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Lessons from Hart's hoax

The Kevin Hart saga zoomed past weird last week and careened directly into surreal. How? Jerry Glanville got involved.

Sources told Portland, Ore., television station KPTV late last week that the black-clad, tickets-for-Elvis-leaving former Atlanta Falcons coach, who now works at I-AA Portland State, had asked Fernley (Nev.) High coaches for game film of Hart. This after Hart fabricated his entire recruitment and didn't get caught until after announcing a non-existent commitment to Cal at a very real assembly attended by everyone at his school.

The ploy will earn Glanville -- ever the showman -- attention for his program. It may earn Hart a chance to play college football, which seemed doubtful after he admitted on national signing day that he'd concocted the entire tale. So something positive may emerge from this mess, which, according to the Reno (Nev.) Gazette-Journal, may cost Fernley coachMark Hodges his job.

Still, something else needs to happen. Parents, coaches and school administrators need to understand the recruiting process. This could keep them from getting embarrassed, and it could help them nip a teenager's mistake in the bud before his lie becomes national news.

So print out this column and stick it on the fridge. It could save you a few headaches later. Thanks to an assist from Joe Hornback, a former Kansas offensive lineman and high school coach who wrote The Next Level: A Prep's Guide to College Recruiting, we present SI.com's Handy-Dandy Guide To Knowing Whether Your Child/Player/Student Is Actually Being Recruited.

Even Division III-caliber players get reams of mail from college football programs. Why? Coaches at Ohio State, LSU, USC and other cash-cow programs may spend their lunch breaks backstroking through piles of money, but most schools that sponsor football have to pinch pennies. Coaches who can't hop a private jet will bulk-mail questionnaires to any player who showed up on an all-district team. If the player's answers intrigue the coach, he will request film from the player's high school coach. If he likes what he sees, he'll keep sending mail.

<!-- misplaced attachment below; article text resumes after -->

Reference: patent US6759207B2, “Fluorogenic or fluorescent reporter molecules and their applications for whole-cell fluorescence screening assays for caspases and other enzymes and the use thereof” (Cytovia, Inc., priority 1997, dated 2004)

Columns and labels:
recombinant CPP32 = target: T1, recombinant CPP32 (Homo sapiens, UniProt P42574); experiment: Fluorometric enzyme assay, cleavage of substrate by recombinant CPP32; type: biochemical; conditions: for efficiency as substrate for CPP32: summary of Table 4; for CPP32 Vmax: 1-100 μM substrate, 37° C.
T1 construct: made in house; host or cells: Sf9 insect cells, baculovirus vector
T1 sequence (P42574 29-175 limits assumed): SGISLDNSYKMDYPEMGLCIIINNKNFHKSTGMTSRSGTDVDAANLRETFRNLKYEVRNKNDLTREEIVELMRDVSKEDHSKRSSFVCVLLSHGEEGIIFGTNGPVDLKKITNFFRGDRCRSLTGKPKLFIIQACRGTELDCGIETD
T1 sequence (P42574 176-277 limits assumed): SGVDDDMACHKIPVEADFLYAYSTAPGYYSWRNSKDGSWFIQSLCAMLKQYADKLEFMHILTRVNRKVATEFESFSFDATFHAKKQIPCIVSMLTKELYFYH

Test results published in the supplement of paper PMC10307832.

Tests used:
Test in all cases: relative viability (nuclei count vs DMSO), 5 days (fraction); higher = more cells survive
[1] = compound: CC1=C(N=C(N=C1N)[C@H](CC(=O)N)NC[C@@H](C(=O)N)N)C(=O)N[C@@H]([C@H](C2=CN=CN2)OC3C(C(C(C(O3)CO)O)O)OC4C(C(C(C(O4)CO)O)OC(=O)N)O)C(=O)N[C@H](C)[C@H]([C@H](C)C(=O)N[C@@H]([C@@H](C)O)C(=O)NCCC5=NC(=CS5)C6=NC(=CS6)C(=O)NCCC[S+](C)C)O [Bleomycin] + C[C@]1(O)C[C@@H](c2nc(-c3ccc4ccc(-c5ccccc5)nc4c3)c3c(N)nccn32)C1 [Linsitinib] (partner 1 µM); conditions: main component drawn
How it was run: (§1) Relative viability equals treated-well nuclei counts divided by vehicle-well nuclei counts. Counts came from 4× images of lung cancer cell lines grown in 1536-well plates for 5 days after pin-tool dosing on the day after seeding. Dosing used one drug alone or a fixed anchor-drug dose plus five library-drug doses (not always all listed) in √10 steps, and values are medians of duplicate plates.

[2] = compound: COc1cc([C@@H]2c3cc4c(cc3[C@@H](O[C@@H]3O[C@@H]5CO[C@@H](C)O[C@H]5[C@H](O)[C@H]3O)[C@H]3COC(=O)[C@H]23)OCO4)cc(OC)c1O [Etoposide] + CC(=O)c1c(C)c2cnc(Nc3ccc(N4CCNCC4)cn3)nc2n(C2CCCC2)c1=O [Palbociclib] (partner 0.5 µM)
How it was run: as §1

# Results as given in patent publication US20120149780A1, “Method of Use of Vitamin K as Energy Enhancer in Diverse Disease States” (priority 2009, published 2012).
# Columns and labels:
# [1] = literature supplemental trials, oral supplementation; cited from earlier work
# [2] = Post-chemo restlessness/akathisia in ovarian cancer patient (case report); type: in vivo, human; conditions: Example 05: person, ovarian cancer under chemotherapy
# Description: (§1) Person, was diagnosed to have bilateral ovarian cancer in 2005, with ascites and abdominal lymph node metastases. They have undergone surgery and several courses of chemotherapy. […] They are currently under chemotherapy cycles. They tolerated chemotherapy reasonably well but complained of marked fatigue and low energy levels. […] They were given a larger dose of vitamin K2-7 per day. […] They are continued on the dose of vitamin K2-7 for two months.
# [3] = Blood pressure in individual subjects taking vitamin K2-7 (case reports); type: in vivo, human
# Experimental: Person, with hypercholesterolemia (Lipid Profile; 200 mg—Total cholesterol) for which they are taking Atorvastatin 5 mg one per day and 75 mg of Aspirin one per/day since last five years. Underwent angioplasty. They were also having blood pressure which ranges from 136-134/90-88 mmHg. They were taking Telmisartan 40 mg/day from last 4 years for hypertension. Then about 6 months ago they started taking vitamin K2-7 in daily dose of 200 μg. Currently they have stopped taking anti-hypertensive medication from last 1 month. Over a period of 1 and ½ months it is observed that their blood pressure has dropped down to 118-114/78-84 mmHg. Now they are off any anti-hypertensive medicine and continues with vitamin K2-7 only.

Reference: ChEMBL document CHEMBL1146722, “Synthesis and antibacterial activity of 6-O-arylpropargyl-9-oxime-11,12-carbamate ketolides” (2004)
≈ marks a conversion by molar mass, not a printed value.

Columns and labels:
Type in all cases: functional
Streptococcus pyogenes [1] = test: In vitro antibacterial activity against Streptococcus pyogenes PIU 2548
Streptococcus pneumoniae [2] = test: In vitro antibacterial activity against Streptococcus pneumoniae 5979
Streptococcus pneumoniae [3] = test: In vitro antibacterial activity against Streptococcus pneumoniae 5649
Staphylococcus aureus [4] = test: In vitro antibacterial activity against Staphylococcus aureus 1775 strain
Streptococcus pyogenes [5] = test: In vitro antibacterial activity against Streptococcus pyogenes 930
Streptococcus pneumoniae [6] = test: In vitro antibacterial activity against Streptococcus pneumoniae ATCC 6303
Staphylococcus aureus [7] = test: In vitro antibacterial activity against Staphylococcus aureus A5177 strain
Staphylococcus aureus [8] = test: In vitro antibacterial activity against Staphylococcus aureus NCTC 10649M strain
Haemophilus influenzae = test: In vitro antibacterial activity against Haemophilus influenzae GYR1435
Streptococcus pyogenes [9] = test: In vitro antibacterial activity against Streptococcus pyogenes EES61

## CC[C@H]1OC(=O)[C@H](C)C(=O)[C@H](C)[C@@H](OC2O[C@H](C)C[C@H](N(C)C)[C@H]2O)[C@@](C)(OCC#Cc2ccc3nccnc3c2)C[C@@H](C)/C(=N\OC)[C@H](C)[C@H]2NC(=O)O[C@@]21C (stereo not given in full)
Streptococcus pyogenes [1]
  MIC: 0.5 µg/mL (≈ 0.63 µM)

Hornback, now a high school assistant principal in Kansas who advises potential recruits at Rivals.com's Five-Star Academies, said even a pile of mail from the same school doesn't necessarily indicate interest.

"At a Big 12 school I talked to recently, they had 450 juniors on their mailing list," Hornback said. "They're not going to sign 450 kids."

No college coach will risk a valuable scholarship -- or his job, for that matter -- on a player without first asking a few questions of the people who know the player best. While the NCAA limits how often a coach can speak to a player, it places no limit on how often a college recruiter can speak with the player's high school coach. Most college coaches also will quiz teachers, guidance counselors and school administrators to ensure they aren't inviting a potential ax murderer to take up residence on their campus. Obviously, the recruiter also will contact the player's parents or guardian. They need all the information they can get.